The p53-p21-Cyclin E Pathway in Centrosome Amplification and Chromosome Instability


Abstract (Summary)
Cancer is characterized by cells that have many genetic mutations. Chromosome instability is a hallmark of cancer, because it promotes the acquisition of the many mutations necessary for malignancy. Centrosome amplification is a major factor in chromosome instability because it leads to multipolar spindles, which directs the unequal segregation of chromosomes during mitosis. Centrosome amplification occurs when the mechanisms that regulate centrosome duplication are disrupted. Although the mechanisms that regulate centrosome duplication are not clear, it is known that the p53-p21-cyclin E pathway plays a major role in regulating centrosome duplication. p53, a tumor suppressor, induces the expression of p21, a cell cycle inhibitor, which inhibits the activity of cdk2/cyclin E. Previous work has shown that disruption of this pathway (loss of p53 or p21, or overexpression of cyclin E) can induce centrosome amplification. In this work, we study various aspects of this pathway and its effect on centrosome duplication. We show that common anti-cancer drugs that inhibit S phase uncouple centrosome duplication and DNA synthesis, leading to an increase in centrosome amplification and chromosome instability. This may help to explain why recurrent tumors are more malignant than their primary counterpart is. If some cells receive low doses of these drugs, it is possible that they can reversibly arrest in S phase, but allow centrosomes to duplicate. Once the drugs are gone, cells can re-enter the cell cycle with amplified centrosomes. As a result, chromosome instability occurs and cells can invade and destroy nearby tissues and spread to other parts of the body. p53 probably controls centrosome duplication via multiple pathways. To examine further the role of the p53-p21-cyclin E pathway in drug-induced centrosome amplification, we show that cyclin E is required for centrosome amplification to occur in drug-treated cells. Cells lacking cyclin E show minimal centrosome amplification compared to cells that express cyclin E. These data indicate that treatment of p53-null cells probably exploits the inactive p53-p21-cyclin E pathway to induce centrosome amplification. Fibroblasts from cyclin E-knockout mice are viable and centrosome duplication occurs normally, thus questioning the necessity of cyclin E in regulating centrosome duplication. Since cyclin A is also a binding partner of cdk2, we show that cyclin A may substitute for the loss of cyclin E in regulating centrosome duplication. Expression of wild-type cyclin A in fibroblasts lacking cyclin E induces centrosome amplification, but not at the same level as exogenous wild-type cyclin E, indicating that cyclin E is the preferred binding partner of cdk2 in terms of centrosome duplication regulation. We also directly investigated the role p53 centrosome localization plays in centrosome duplication regulation. p53 is known to localize to centrosomes, but its functional significance is unknown. Using a p53 mutant that is unable to leave the nucleus, we show that both the transcriptional activity and the centrosome localization of p53 are required for p53 to fully regulate centrosome duplication, indicating that it may have non-transcriptional activities that regulate centrosome duplication. Lastly, p21 regulates centrosome duplication by inhibiting cdk2/cyclin E activity. However, p21 also binds and inhibits proliferating cell nuclear antigen (PCNA), but the effect on centrosome duplication is unknown. Therefore, we further evaluated the relative contribution of both binding regions of p21 (CDK and PCNA) in regulating centrosome duplication. We show that p21 regulates centrosome duplication through its ability to bind and inhibit cdk2/cyclin E, rather than PCNA.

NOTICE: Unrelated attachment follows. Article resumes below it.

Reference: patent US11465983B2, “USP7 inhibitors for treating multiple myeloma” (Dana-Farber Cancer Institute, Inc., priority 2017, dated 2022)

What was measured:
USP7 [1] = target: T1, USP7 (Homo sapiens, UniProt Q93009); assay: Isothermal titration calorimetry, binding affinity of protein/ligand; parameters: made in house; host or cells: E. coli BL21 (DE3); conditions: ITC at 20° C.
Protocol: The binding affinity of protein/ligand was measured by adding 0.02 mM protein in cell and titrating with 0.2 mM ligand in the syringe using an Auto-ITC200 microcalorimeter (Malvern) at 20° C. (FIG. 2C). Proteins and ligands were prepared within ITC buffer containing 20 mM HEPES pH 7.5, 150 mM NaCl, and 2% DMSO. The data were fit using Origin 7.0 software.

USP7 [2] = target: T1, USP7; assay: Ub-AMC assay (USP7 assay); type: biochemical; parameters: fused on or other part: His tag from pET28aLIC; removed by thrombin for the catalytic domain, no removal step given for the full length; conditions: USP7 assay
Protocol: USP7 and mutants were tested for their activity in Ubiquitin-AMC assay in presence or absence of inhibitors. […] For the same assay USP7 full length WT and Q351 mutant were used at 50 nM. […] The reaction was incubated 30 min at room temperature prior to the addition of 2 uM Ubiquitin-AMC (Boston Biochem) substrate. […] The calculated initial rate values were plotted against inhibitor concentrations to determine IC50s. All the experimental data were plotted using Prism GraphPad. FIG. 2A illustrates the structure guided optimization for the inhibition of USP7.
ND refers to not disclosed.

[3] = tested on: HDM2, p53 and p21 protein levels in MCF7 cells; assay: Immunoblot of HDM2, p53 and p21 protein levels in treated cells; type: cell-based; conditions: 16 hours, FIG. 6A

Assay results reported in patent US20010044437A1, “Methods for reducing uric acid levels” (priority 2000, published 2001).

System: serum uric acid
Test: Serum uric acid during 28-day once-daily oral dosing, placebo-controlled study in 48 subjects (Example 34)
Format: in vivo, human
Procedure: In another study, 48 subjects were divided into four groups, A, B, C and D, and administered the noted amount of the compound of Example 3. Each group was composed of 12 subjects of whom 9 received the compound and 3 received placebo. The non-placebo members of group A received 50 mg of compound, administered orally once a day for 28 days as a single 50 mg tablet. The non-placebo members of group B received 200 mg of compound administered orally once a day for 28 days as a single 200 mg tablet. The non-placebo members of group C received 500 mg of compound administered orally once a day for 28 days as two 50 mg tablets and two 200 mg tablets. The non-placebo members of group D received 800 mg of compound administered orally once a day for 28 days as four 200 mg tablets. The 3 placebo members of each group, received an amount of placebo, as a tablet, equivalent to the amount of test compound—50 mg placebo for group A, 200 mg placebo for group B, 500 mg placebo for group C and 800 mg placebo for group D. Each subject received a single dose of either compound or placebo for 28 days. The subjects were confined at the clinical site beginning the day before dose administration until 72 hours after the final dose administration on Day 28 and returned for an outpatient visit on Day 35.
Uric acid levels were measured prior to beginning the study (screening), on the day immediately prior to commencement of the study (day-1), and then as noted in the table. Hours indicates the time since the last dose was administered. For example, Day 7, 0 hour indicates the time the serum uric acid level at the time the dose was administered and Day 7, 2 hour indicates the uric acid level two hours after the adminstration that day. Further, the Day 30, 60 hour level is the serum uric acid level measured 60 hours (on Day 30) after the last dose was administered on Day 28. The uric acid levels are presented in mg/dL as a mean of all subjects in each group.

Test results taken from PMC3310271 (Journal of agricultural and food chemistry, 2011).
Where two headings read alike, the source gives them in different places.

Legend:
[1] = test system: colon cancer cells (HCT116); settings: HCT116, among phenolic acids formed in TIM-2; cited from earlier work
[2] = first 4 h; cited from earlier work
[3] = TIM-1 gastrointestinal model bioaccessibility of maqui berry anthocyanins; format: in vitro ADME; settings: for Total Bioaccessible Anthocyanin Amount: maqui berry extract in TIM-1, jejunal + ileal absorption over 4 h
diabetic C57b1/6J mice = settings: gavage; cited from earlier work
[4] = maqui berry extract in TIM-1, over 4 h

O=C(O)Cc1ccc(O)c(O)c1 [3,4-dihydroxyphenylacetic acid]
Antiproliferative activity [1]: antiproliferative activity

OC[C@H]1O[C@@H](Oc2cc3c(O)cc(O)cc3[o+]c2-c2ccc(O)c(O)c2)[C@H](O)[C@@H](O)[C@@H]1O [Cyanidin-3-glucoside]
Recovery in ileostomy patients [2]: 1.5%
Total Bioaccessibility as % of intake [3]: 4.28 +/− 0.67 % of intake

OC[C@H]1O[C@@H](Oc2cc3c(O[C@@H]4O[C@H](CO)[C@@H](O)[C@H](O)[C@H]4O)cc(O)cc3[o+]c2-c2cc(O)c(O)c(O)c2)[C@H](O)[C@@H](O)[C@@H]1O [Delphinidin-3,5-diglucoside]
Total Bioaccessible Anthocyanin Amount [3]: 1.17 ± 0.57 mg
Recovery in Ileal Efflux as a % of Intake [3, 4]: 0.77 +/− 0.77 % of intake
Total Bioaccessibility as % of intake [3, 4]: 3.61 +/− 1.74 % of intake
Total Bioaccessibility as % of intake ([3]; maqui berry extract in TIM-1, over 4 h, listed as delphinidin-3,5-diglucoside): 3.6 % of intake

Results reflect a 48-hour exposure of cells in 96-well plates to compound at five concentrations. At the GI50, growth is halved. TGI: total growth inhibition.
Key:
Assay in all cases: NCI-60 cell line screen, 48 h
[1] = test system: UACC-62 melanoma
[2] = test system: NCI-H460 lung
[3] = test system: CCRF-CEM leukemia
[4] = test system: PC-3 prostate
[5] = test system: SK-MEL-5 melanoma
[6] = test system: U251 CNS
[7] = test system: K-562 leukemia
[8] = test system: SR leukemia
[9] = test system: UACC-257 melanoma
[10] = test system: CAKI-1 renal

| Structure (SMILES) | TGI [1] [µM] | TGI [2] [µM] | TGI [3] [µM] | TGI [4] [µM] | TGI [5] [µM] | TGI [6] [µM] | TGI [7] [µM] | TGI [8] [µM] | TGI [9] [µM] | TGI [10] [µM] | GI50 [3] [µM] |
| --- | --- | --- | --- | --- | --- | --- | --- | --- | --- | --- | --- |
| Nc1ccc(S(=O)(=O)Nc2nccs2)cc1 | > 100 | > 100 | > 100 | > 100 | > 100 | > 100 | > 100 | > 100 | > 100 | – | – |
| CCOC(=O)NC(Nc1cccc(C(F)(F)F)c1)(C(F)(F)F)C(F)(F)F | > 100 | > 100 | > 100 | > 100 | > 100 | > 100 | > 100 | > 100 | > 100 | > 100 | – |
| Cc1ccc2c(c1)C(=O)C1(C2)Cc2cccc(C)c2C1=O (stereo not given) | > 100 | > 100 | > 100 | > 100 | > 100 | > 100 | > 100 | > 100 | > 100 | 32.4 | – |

Bibliographical Information:


School:University of Cincinnati

School Location:USA - Ohio

Source Type:Master's Thesis

Keywords:centrosome chromosome instability p53 p21 cyclin e cancer amplification mitosis anticancer drugs


Date of Publication:01/01/2007

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